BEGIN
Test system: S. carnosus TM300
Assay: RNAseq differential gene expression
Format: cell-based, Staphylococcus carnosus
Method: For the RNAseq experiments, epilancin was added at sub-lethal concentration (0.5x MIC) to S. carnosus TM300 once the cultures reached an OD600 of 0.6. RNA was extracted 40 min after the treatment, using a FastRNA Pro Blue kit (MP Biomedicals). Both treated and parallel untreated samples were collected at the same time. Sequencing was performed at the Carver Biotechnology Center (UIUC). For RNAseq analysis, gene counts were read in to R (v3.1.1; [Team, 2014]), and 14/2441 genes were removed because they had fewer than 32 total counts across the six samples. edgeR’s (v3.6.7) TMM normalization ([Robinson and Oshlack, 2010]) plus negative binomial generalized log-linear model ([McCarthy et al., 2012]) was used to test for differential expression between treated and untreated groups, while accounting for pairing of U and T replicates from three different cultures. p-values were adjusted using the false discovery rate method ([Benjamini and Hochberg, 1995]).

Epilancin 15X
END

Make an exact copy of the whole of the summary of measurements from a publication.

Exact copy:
Test system: S. carnosus TM300
Assay: RNAseq differential gene expression
Format: cell-based, Staphylococcus carnosus
Method: For the RNAseq experiments, epilancin was added at sub-lethal concentration (0.5x MIC) to S. carnosus TM300 once the cultures reached an OD600 of 0.6. RNA was extracted 40 min after the treatment, using a FastRNA Pro Blue kit (MP Biomedicals). Both treated and parallel untreated samples were collected at the same time. Sequencing was performed at the Carver Biotechnology Center (UIUC). For RNAseq analysis, gene counts were read in to R (v3.1.1; [Team, 2014]), and 14/2441 genes were removed because they had fewer than 32 total counts across the six samples. edgeR’s (v3.6.7) TMM normalization ([Robinson and Oshlack, 2010]) plus negative binomial generalized log-linear model ([McCarthy et al., 2012]) was used to test for differential expression between treated and untreated groups, while accounting for pairing of U and T replicates from three different cultures. p-values were adjusted using the false discovery rate method ([Benjamini and Hochberg, 1995]).

Epilancin 15X